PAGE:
‘Docker‘ is a Platform set as a Service (PaaS) product intended to deliver software in the form of packages, which are termed as containers. It uses OS-level virtualization standards, wherein the kernel allows multiple instances of isolated user-space such as containers, partitions, zones, virtual kernels, etc.
These behave as real computers simulating the way programs are run in them. On a regular operating system, we see the resources the computer program is running. In containers, we can only see the contents and the devices allocated to the container when the programs are run in it.
For several developers in the industry today, Docker is the accepted standard for developing and sharing containerized apps, across the desktop and the cloud. Containers are a standardized unit of software. Developers use it to isolate an app from its environment. Due to their lightweight characteristics, several docker containers (typically above eight containers per host) can be run on a single server or VM, simultaneously.
Docker is intended for developers to build lightweight and portable software containers. The container packages facilitate simplified application development, deployment, and testing. They initially made Docker for Linux OS. However, it now runs on a range of OSs: Linux, Windows, Datacenter, Cloud, Serverless, etc.
Docker, an open-source project, was launched in 2013. Docker Inc. developed it further to adopt cloud-native, which resulted in a trend towards containerization and microservices in the software domain. Docker released its ‘enterprise edition’ in 2017.
Modern software development faces the challenge of managing the applications on a common host or cluster. There is a need to separate the applications from one another to avoid interference and interoperability with regard to operation or maintenance. The association of the packages, libraries, binaries, and other software components required for an application to run is considered crucial for managing application development.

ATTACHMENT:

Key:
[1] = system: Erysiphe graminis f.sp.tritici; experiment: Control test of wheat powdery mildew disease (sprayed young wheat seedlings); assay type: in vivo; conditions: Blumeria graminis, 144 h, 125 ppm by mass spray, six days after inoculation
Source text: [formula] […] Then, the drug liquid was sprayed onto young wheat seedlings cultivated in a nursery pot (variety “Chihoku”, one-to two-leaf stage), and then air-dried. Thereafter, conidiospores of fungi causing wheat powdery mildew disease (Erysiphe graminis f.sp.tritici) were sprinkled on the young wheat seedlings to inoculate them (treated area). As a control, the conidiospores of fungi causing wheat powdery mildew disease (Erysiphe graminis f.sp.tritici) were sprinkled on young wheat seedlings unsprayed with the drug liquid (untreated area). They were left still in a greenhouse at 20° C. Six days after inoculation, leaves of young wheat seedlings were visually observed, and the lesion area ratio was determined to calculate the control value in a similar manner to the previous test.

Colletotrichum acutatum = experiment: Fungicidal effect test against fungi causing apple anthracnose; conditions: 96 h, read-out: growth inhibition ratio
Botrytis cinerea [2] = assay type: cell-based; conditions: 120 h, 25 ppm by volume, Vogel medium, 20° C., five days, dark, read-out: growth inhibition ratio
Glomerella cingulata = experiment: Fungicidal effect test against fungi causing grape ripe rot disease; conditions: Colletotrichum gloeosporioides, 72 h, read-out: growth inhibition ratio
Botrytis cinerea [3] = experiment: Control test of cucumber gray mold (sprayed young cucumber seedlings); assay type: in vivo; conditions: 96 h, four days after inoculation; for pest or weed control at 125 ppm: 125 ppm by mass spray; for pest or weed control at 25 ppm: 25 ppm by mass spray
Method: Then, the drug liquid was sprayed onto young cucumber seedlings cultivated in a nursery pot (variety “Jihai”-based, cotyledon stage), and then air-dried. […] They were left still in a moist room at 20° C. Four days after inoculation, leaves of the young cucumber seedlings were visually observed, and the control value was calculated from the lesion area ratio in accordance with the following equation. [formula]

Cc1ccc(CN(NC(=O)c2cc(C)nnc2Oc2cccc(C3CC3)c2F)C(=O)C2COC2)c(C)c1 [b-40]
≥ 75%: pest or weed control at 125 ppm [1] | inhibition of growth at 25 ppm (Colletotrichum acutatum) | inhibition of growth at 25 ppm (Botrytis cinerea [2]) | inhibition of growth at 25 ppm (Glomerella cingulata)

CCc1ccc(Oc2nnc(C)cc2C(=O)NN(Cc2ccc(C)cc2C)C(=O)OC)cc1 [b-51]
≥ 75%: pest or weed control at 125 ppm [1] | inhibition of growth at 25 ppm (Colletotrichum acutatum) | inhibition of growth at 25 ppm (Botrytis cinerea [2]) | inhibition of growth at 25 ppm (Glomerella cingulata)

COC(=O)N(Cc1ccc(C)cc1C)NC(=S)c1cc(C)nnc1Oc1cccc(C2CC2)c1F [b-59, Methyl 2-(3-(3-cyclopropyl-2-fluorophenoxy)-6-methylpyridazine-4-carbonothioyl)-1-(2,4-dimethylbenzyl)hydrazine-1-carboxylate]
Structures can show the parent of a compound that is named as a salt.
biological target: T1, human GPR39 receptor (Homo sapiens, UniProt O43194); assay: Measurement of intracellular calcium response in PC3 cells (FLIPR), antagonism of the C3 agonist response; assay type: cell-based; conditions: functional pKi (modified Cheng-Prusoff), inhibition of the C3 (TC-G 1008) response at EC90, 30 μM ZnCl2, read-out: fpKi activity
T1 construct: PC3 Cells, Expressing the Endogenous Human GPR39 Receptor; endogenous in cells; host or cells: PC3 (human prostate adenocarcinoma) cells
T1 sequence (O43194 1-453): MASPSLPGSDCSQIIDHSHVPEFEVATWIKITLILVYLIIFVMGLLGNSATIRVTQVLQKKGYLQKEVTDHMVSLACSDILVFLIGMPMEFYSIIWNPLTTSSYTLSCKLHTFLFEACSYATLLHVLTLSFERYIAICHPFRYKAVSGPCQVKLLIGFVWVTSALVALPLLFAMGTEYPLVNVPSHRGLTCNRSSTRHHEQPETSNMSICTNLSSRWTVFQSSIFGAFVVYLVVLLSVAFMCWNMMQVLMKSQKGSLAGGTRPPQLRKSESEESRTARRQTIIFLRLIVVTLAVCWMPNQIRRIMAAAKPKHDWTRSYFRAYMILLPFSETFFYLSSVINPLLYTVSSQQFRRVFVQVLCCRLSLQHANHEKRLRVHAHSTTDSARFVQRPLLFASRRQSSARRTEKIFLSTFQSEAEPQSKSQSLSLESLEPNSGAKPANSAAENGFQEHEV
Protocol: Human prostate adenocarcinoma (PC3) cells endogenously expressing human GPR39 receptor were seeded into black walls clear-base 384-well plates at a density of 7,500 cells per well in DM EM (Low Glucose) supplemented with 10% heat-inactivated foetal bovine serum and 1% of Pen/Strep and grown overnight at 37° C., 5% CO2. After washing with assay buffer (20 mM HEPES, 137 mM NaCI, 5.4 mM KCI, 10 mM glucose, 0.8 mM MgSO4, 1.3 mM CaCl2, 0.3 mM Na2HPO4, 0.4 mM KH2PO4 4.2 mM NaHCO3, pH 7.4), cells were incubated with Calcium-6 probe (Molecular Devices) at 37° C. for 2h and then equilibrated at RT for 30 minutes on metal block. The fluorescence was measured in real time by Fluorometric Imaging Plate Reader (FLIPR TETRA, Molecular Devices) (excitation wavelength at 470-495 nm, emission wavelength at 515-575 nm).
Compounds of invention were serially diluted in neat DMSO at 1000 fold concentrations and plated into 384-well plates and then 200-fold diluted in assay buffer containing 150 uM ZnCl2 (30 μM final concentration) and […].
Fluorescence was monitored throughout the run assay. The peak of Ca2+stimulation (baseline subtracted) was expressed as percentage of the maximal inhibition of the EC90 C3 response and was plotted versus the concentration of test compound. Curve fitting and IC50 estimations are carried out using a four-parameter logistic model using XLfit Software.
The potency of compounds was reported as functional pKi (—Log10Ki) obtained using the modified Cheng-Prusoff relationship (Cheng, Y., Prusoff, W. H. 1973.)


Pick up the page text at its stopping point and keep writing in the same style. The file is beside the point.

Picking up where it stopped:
The conventional approach to address this problem has been the use of virtual machines (VMs). Virtual machines used to emulate a computer system.
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Those VMs retain applications on the same hardware, however separating them virtually. They aim to control conflicts arising between software components and minimize hardware resources. However, over a period of time, VMs have turned bulky, in terms of memory size as they require an indigenous OS.
As for the ever-increasing memory requirements, it has become challenging to maintain and upgrade the same as implementations may involve specialized hardware, software, or a combination of the two.
The following are some of the benefits of Docker Containers:
- Environment standardization – production environment can be shared collaboratively to develop, test, or maintain.
- Faster and consistent configuration – The image configuration eases unprivileged users to run quickly.
- Faster adoption of DevOps – Supports in the key automation phases: Deploy, Operate and Optimize.
- Safe disaster recovery – The reduced drag in the DR with minimal recovery time.
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Every container is run by a single operating system kernel, and therefore it uses fewer resources than virtual machines. Containers, densely packed on the same hardware, share the operating system’s underlying kernel with several applications, and yet isolate the execution environments from one another. Containers use far fewer resources than VMs and are fast.